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    The Biden administration should implement an indexed minimum wage based on the average wages in each local labor market instead of mandating a $15 federal minimum wage in all metro areas, which could grossly distort service sector compensation and discourage bidding on federal contracts, says Stephen Bronars at Edgeworth Economics.

  • Font Considerations To Give Your Legal Briefs An Edge

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    Following the D.C. Circuit’s recent notice discouraging use of the font Garamond in legal briefs, Jason Steed at Kilpatrick looks at typeface requirements and preferences in appellate courts across the country, and how practitioners can score a few extra brief-writing points with typography.

  • Discerning Need For 2nd COVID Workers' Comp Claim In Calif.

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    Diana Tsudik at Gilson Daub explains how California employers can determine whether an employee’s second round of industrial COVID-19 leave requires a new workers' compensation claim form, and how a secondary filing could unnecessarily expose the company to double liability for one injury.

  • Tips For Navigating The Visa Processing Backlog

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    The pandemic has caused U.S. embassies and consulates to fall far behind in visa processing, but new information from the U.S. Department of State can help practitioners determine where a client is in line and whether it's time to use other tools to reduce wait time, says Dominique Pando Bucci at Kurzban Kurzban.

  • Make Profitability Management Part Of Your Law Firm Culture

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    As the legal industry continues to change in the post-pandemic world, law firms should adapt to client demands by constantly measuring and managing the profitability of their services, says Joseph Altonji at LawVision.

  • Series

    Winner's Playbook: Behind The Scenes Of Lamps Plus

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    The U.S. Supreme Court issued a major decision on class arbitration in Lamps Plus v. Varela two years ago. Now, attorneys at Lewis Brisbois and Mayer Brown explain how their work for Lamps Plus developed the law on interpreting arbitration agreements that exclude language expressly addressing class arbitration.

  • The Biden Administration Is Sharpening The TSCA's Sword

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    The Trump administration implemented the 2016 amendments to the Toxic Substances Control Act in a way that critics felt benefited chemical companies, but the Biden administration can be expected to use the amendments to broaden risk reviews and impose new requirements on the regulated community, say attorneys at Kilpatrick.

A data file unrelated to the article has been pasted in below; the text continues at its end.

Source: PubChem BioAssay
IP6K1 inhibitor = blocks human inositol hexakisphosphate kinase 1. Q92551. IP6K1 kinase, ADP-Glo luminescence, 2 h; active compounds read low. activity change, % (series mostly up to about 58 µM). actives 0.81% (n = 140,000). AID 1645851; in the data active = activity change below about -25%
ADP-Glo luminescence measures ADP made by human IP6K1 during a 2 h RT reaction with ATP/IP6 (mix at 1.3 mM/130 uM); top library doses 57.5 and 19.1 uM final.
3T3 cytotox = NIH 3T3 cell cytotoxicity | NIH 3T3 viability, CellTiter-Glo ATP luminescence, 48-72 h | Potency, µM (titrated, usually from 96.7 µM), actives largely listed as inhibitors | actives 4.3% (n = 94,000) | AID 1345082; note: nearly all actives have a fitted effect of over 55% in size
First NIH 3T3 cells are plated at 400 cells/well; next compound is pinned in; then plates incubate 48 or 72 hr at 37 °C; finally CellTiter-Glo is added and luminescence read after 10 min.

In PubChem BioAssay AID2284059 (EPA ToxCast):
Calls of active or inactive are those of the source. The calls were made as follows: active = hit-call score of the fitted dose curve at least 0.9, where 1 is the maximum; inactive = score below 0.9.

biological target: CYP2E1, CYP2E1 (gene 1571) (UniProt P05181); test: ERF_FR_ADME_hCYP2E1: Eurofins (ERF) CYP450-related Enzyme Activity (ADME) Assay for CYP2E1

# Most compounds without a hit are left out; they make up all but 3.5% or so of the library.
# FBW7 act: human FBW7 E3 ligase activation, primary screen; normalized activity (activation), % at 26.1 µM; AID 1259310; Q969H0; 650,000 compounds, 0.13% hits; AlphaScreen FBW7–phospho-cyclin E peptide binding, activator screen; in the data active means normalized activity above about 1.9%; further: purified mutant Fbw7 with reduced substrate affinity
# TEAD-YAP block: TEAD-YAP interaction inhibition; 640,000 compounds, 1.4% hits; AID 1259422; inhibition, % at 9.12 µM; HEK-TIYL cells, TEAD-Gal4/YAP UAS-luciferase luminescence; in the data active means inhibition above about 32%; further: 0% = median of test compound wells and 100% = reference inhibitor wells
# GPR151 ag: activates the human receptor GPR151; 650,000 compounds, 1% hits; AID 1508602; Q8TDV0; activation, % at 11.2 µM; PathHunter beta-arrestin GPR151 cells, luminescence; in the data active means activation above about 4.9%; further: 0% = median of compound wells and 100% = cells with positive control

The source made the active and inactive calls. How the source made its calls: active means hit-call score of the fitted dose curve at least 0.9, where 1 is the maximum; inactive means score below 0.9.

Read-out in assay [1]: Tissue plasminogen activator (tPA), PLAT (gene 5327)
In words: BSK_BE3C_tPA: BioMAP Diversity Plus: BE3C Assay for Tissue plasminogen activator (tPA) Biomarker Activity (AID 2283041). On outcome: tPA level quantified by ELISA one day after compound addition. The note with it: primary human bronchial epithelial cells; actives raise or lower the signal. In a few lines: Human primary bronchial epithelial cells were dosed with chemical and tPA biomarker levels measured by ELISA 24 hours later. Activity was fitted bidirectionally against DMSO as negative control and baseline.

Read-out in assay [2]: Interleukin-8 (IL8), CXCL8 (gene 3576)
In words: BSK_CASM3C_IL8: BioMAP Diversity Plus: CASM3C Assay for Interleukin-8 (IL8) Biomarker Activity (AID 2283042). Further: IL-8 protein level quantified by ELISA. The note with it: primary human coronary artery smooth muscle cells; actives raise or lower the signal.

• 4 Trends In Discoverability Of Litigation Funding Documents

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    Recent rulings shed light on how courts and international arbitration tribunals decide if litigation funding materials are discoverable and reaffirm best practices that attorneys should follow when communicating with funders, say Justin Maleson at Longford Capital and Michele Slachetka and Christian Plummer at Jenner & Block.

  • Bio-Rad Ruling Highlights IP Assignment Clause Limits

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    The Federal Circuit's recent holding in Bio-Rad v. International Trade Commission, that an assignment clause wasn’t enough to claim patent ownership where the conception date followed former inventors’ employment, shows companies and workers the importance of specificity in drafting contractual limitations, say Bryan Vogel and Derrick Carman at Robins Kaplan.

  • Cannabis Legalization's Effects On Insurance Industry

    Excerpt from Practical Guidance
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    Resolution of the legal uncertainty presented by the dueling federal and state approaches to cannabis will pave the way for legal cannabis businesses to access the insurance protections the industry needs for everything from workers' compensation to auto insurance to general liability, says Christy Thiems at the American Property Casualty Insurance Association.

  • 7 Lessons For Young Lawyers Starting Their Careers

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    This year's law graduates and other young attorneys must recognize that the practice of law tests and rewards different skills and characteristics than law school, and that what makes a lawyer valuable changes over time, says Vernon Winters, retired partner at Sidley.

  • Opinion

    Justices Should Clarify Securities Fraud Loss Causation

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    At its May conference, the U.S. Supreme Court should agree to review BofI Securities Litigation, to clear up a circuit split on how to assess loss causation in securities fraud cases, as shareholder class actions increasingly focus on external events that led to a stock drop, says Lyle Roberts at Shearman & Sterling.